England’s center-backs and the parallel timelines
In a parallel timeline, Timo Werner scores his chance and Germany are through to the Quarterfinals. Gareth Southgate is ridiculed, and England are once again out of a major competition.
That is one parallel timeline. There are multiple others such as the one where Thomas Mueller scores and the game moves into extra time.
Then there is our timeline where Raheem Sterling scores, Mueller misses and then Harry Kane scores. Euphoria erupts and England are through to the Quarterfinals.
The three timelines mentioned above all have a starting point: England moving to a back three. Prior to the game it was expected that England would move to a back three to neutralize the threat of Robin Gosens and Joshua Kimmich out wide. Having seen what happened in the game against Portugal, that switch made total sense.
Unluckily for England, Mason Mount had to isolate after the Scotland game which meant that he didn’t participate in any team shape training. Out of all the players in the England squad, Mount is the one most suited to playing a hybrid midfielder/wide player in a 5-3-2/5-2-3 as he plays that role with Chelsea under Thomas Tuchel.
Ironically, that’s exactly the role that Kai Havertz played. Dropping to support the midfield out of possession which allowed the player at the anchor of the midfield trio, whether Leon Goretzka or Toni Kroos, to protect the space that would have existed behind a midfield duo. That offered more protection for Germany in midfield.
In possession, Havertz would move forward a bit positioning himself in behind England’s midfield duo of Declan Rice and Kalvin Phillips and away from England’s center backs.
It wasn’t only Havertz trying to do that, Mueller as well tried dropping into that space. Germany’s first major threat of the game originated from this. John Stones moved up to press his man…..
…..creating space in the center, but that was a risk England were willing to take with their man oriented approach. The problem here for England was that Mueller managed to turn Stones and Rice was beaten by Goretzka’s run, requiring a foul to stop the Bayern Munich midfielder.
Havertz and Mueller’s positioning initially caused problems for England in the center of the pitch because Havertz was roaming up and down which caused confusion for England’s man-oriented approach, and Mueller dropped behind the midfield when the chance presented itself as is the case here. This screengrab doesn’t make sense with Rice moving away from the pass with Havertz clearly free……
……but Rice’s movement was to block the passing option into Mueller who was dropping. After Havertz received the ball in a acres of space…..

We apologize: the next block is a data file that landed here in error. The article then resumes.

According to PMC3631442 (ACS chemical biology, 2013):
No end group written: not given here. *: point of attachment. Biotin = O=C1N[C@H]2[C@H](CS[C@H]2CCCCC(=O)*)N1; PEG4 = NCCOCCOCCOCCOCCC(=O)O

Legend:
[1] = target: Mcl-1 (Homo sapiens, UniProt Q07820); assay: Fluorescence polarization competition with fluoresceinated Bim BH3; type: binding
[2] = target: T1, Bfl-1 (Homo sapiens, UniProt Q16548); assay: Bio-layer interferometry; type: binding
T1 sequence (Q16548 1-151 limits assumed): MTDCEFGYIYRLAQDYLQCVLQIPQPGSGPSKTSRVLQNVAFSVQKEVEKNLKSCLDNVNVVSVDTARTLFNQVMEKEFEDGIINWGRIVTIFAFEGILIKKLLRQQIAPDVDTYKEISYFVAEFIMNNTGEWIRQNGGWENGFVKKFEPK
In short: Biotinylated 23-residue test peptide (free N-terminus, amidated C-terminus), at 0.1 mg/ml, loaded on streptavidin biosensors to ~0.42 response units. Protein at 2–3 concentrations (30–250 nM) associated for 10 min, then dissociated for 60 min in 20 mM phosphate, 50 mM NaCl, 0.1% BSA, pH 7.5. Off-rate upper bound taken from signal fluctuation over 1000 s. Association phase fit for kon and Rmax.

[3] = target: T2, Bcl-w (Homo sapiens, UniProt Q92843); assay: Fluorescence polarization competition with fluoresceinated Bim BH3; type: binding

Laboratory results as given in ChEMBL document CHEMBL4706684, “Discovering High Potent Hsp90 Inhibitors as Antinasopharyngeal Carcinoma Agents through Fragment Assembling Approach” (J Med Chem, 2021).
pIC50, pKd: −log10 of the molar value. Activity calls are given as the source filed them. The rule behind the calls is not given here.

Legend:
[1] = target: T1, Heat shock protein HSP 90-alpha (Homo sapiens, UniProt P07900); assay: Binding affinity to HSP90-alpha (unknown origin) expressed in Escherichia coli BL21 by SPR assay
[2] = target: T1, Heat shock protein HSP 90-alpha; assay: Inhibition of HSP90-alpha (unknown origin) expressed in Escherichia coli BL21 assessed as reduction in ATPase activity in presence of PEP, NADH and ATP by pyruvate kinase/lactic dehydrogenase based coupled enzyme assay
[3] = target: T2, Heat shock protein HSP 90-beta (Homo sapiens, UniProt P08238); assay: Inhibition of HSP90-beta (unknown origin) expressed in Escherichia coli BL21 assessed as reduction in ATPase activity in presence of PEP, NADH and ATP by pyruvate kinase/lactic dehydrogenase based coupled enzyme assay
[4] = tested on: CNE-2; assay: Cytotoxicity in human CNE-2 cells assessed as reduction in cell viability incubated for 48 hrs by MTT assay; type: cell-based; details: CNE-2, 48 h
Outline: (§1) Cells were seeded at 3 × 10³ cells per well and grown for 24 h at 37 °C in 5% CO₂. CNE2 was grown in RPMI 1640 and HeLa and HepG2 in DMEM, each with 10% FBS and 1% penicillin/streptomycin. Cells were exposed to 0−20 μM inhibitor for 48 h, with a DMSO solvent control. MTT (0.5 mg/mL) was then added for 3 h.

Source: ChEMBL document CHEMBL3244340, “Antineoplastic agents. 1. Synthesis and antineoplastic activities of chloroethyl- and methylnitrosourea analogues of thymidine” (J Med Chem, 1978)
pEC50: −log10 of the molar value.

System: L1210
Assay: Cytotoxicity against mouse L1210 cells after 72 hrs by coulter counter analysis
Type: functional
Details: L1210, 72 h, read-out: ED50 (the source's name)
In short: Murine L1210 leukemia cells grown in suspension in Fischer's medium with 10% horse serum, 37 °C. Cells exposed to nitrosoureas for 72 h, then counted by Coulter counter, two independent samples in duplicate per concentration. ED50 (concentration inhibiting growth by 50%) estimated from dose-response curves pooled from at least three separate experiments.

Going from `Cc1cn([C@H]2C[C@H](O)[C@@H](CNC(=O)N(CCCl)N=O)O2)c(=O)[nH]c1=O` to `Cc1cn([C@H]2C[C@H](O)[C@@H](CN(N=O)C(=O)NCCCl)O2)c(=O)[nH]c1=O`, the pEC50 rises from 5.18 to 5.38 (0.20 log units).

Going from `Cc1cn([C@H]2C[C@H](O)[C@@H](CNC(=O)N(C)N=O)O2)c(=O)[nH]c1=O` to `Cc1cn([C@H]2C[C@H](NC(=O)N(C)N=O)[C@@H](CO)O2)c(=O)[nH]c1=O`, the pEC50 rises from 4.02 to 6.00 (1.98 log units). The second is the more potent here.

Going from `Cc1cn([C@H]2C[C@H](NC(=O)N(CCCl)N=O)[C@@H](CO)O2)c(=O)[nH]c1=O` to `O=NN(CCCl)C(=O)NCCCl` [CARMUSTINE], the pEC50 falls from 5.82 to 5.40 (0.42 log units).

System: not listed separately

…..he managed to find Werner’s run with a pass in-between Kyle Walker and Stones. Werner’s shot going past Jordan Pickford might have taken us through to timeline 1, but Pickford managed to save the shot.
As the game progressed, England’s center back were more aware of Germany’s search for space behind Rice and Phillips. In this example, Mueller is dropping and calling for the pass. But Harry Maguire starts his run even before the pass was played….
….allowing Mueller zero time on the ball and disposessing him to start England’s offensive transition.
Stones, Maguire and Walker reacted quicker and quicker to the movement of Germany’s front three as time passed. That meant that even when one of the center backs moved forward…..
…..the spaces were minimzed for the German creators and thus the passing angles were minimzed. Here, Maguire’s positioning results in him blocking the pass. Had he been two or three yards behind, that pass was on for Werner.
A similar situation can be spotted in the second half, Kimmich moves inside in behind the Rice-Phillips axis and Mats Hummels finds him with a line splitting pass. Then Stones moves up towards Kimmich to limit his time on the ball and reduce his passing angles….
….. despite Kimmich managing the pass into Werner, the latter couldn’t manage a similar pass into the space for Havertz. That’s because of Walker’s positioning.
The Manchester City player was also crucial in England’s defensive phase because of his pace which allows him to recover quickly. As a result, Walker could move forward in case the wide player near him dropped all the way into midfield.
An example late in the first half illustrates this. At first, Havertz is in his expected position completely free to receive Kroos’ pass….
…..then as the ball is in the air Walker moves up to press Havertz. This limits Havertz’s options and delays his decision……
…..allowing Rice to drop and support. Eventually, Havertz has to go back and reset.
The positioning of England’s center backs minimized Germany’s threat in-between the lines, but England didn’t manage to create dangerous chances from open play prior to their goals. Which is mainly due to Germany’s defensive approach in midfield and the lack of space provided because of Joachim Loew’s decision to move into a midfield trio out of possession.
However, England managed to score through Sterling before adding their second when Kane headed Jack Grealish’s cross into the net. In-between there was a probability to move into timeline 2, only if Mueller scored his chance. In the end, it was timeline 3. England qualified after an even game that could have went either way.
The final result creates the narrative—whether we like it or not. But the eyes will forever see what’s in-front of it. And this was closer than it looks.
Written by @Walid_4